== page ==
Sunday, January 15, 2006

Grids: All HPC? All *nix? Not anymore.

Kim's eBig talk on Thursday night went very well. It was her first public speaking engagement as a Digipede evangelist, and I thought she did great.

Her audience was diverse and obviously very well versed in the concepts (and practices) of distributed computing.

One of the great things that Kim was able to do was to let the audience understand that distributed computing does not apply only to HPC or technical computing anymore. Even the attendees who had experience using grid systems or HPC systems before understood that, while distributed computing was once the hallmark of HPC, its applications today go far beyond technical computing.

One question that came up was why so much distributed computing occurs in the *nix OSs, and not on the Windows platform. A little discussion ensued, and the ideas that came forth were pretty accurate.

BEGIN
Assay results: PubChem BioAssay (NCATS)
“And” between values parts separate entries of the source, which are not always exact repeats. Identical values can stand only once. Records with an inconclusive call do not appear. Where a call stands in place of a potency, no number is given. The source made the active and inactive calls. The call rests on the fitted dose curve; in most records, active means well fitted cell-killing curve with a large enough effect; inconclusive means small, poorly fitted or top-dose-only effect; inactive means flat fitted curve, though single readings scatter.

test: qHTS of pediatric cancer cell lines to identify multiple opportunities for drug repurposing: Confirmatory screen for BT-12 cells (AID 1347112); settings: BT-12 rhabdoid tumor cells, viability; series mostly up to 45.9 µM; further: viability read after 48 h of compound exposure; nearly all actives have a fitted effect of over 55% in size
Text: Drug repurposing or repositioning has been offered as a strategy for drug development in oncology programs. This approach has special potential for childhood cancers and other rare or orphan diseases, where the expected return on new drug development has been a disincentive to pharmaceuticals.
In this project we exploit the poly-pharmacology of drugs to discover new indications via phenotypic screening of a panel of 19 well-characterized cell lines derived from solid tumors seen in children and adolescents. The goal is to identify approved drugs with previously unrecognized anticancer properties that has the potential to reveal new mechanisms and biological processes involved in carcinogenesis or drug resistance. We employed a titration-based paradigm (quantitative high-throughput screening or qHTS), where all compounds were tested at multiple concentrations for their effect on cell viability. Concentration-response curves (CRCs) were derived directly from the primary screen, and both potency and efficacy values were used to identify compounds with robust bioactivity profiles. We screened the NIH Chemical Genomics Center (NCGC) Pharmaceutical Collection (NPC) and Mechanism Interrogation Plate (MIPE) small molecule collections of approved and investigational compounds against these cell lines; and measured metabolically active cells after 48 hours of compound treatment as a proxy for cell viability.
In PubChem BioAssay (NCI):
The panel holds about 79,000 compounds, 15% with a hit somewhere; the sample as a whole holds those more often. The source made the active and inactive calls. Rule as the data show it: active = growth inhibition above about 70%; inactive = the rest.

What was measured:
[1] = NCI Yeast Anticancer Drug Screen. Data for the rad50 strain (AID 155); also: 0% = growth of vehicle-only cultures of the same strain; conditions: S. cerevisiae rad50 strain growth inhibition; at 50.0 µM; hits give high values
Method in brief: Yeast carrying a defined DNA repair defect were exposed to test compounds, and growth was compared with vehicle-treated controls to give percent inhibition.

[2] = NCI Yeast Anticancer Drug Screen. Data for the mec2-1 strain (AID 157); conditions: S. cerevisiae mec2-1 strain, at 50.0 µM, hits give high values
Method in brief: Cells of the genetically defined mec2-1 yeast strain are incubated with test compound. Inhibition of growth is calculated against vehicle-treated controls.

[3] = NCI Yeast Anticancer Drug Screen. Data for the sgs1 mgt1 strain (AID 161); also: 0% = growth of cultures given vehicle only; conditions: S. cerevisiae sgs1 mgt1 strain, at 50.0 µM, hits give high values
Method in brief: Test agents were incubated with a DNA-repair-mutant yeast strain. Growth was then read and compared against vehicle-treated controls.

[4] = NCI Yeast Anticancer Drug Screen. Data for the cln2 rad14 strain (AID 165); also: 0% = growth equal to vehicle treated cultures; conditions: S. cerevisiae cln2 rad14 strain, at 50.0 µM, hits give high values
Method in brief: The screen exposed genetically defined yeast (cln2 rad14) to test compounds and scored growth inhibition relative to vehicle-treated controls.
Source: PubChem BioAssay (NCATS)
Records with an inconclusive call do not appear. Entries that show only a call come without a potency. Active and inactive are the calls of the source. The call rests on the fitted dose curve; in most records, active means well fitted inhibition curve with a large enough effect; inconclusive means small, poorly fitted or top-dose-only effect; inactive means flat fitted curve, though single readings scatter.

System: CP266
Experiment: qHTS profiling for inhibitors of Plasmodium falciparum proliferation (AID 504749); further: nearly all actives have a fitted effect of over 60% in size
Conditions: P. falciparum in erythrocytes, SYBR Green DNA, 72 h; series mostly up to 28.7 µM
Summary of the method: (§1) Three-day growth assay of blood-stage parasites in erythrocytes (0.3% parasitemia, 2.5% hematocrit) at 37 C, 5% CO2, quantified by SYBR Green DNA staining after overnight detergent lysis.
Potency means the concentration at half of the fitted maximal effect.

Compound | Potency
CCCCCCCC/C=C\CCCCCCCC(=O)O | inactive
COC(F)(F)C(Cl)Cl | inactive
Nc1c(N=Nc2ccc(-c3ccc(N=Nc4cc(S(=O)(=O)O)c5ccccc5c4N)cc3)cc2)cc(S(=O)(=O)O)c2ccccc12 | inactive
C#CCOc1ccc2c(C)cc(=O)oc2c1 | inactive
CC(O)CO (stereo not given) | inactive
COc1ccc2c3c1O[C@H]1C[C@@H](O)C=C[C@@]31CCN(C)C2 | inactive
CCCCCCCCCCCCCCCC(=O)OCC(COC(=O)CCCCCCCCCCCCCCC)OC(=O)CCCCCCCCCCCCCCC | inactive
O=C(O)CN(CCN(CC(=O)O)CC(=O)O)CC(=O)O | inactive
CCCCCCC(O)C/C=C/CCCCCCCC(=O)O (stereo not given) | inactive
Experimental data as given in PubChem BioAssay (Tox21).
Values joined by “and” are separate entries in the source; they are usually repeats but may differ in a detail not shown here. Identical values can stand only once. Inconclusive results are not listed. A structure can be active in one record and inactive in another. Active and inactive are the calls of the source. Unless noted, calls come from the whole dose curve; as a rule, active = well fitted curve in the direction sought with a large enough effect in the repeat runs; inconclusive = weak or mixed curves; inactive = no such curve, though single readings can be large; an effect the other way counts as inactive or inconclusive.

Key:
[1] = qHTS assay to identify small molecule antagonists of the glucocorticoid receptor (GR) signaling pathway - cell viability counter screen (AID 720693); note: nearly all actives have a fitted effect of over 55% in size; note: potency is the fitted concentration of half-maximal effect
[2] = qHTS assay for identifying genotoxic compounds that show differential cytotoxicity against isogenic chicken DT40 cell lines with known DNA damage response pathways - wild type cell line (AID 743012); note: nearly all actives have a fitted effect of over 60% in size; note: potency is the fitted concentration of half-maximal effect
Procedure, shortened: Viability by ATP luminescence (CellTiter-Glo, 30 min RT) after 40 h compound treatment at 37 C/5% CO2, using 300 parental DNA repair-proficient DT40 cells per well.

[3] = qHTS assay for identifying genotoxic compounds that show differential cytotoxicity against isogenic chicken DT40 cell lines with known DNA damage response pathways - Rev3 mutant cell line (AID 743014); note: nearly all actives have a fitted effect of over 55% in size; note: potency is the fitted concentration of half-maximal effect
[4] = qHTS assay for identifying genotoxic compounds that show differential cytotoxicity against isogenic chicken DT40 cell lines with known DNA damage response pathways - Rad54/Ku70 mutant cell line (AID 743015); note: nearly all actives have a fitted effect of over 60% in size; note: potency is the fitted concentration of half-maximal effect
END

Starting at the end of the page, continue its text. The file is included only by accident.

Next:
First, it was pointed out that much of the research into distributed computing has come from academia. Academics, of course, have always preferred UNIX and the Linux alternatives to Windows (I know that when I graduated from Berkeley in Computer Sciece in 1991, I had never used Windows at school).

Second, the commercial push to grid (as always, I'll alternate between the terms "grid" and "distributed" without going into the distinctions between the two) has come from firms with strong *nix leanings: IBM and Sun. Both have UNIX histories; more recently, of course, IBM has been pushing Linux.

The third reason that the group came up with was the price of the OS. If you are buying 256 boxes for a dedicated cluster, the OS cost becomes a large part of the cost.

There's no doubting the first two reasons. They're indicative of the history of grid computing, but things are changing. The third, though, is a bit of a red herring. Tomorrow I'll get into the reasons why.